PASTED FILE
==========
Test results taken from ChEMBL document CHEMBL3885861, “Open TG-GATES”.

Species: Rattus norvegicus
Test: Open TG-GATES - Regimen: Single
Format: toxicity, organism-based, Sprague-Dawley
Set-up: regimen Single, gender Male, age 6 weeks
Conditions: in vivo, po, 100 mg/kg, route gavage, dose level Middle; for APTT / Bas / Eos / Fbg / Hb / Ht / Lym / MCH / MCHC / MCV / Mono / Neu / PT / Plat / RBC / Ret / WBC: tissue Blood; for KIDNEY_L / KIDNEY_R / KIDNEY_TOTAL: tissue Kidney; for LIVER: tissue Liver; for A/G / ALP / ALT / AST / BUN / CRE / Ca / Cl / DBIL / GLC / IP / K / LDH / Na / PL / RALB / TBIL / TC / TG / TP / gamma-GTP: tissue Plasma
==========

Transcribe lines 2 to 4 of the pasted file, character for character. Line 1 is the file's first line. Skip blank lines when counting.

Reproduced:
Species: Rattus norvegicus
Test: Open TG-GATES - Regimen: Single
Format: toxicity, organism-based, Sprague-Dawley